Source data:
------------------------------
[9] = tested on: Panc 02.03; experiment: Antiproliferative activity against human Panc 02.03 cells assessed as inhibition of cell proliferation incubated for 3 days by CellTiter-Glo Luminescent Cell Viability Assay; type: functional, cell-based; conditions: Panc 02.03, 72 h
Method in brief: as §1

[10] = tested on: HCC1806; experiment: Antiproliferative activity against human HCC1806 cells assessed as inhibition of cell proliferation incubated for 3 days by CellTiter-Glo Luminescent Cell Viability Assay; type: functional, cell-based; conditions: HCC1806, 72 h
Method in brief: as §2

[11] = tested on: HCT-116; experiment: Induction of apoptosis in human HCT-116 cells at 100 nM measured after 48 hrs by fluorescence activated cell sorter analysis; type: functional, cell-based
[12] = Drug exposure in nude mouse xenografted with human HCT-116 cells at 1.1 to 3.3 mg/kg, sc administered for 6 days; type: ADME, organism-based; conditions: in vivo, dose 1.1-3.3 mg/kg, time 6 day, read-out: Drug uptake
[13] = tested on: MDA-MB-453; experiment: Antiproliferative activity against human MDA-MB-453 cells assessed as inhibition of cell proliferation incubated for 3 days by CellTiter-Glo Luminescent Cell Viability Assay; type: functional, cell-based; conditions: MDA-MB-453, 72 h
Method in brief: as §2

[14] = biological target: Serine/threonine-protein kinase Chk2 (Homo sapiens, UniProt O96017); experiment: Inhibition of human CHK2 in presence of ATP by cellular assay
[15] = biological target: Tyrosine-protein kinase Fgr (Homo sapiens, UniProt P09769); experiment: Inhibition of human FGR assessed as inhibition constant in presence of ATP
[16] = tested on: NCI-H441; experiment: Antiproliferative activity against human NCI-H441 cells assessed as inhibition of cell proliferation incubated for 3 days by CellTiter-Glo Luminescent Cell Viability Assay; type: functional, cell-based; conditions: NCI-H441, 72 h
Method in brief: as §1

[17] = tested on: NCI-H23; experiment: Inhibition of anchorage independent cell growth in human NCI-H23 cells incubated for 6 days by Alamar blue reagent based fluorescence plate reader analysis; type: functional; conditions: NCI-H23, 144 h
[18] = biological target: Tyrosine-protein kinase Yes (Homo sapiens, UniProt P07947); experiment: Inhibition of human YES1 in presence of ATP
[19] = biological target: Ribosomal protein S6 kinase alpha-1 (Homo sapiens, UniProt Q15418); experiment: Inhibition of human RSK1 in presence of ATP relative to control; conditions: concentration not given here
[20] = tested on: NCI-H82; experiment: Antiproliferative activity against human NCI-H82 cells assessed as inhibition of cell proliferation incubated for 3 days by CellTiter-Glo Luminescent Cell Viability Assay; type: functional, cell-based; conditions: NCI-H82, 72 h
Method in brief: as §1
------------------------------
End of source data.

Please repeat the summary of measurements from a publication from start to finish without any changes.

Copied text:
[9] = tested on: Panc 02.03; experiment: Antiproliferative activity against human Panc 02.03 cells assessed as inhibition of cell proliferation incubated for 3 days by CellTiter-Glo Luminescent Cell Viability Assay; type: functional, cell-based; conditions: Panc 02.03, 72 h
Method in brief: as §1

[10] = tested on: HCC1806; experiment: Antiproliferative activity against human HCC1806 cells assessed as inhibition of cell proliferation incubated for 3 days by CellTiter-Glo Luminescent Cell Viability Assay; type: functional, cell-based; conditions: HCC1806, 72 h
Method in brief: as §2

[11] = tested on: HCT-116; experiment: Induction of apoptosis in human HCT-116 cells at 100 nM measured after 48 hrs by fluorescence activated cell sorter analysis; type: functional, cell-based
[12] = Drug exposure in nude mouse xenografted with human HCT-116 cells at 1.1 to 3.3 mg/kg, sc administered for 6 days; type: ADME, organism-based; conditions: in vivo, dose 1.1-3.3 mg/kg, time 6 day, read-out: Drug uptake
[13] = tested on: MDA-MB-453; experiment: Antiproliferative activity against human MDA-MB-453 cells assessed as inhibition of cell proliferation incubated for 3 days by CellTiter-Glo Luminescent Cell Viability Assay; type: functional, cell-based; conditions: MDA-MB-453, 72 h
Method in brief: as §2

[14] = biological target: Serine/threonine-protein kinase Chk2 (Homo sapiens, UniProt O96017); experiment: Inhibition of human CHK2 in presence of ATP by cellular assay
[15] = biological target: Tyrosine-protein kinase Fgr (Homo sapiens, UniProt P09769); experiment: Inhibition of human FGR assessed as inhibition constant in presence of ATP
[16] = tested on: NCI-H441; experiment: Antiproliferative activity against human NCI-H441 cells assessed as inhibition of cell proliferation incubated for 3 days by CellTiter-Glo Luminescent Cell Viability Assay; type: functional, cell-based; conditions: NCI-H441, 72 h
Method in brief: as §1

[17] = tested on: NCI-H23; experiment: Inhibition of anchorage independent cell growth in human NCI-H23 cells incubated for 6 days by Alamar blue reagent based fluorescence plate reader analysis; type: functional; conditions: NCI-H23, 144 h
[18] = biological target: Tyrosine-protein kinase Yes (Homo sapiens, UniProt P07947); experiment: Inhibition of human YES1 in presence of ATP
[19] = biological target: Ribosomal protein S6 kinase alpha-1 (Homo sapiens, UniProt Q15418); experiment: Inhibition of human RSK1 in presence of ATP relative to control; conditions: concentration not given here
[20] = tested on: NCI-H82; experiment: Antiproliferative activity against human NCI-H82 cells assessed as inhibition of cell proliferation incubated for 3 days by CellTiter-Glo Luminescent Cell Viability Assay; type: functional, cell-based; conditions: NCI-H82, 72 h
Method in brief: as §1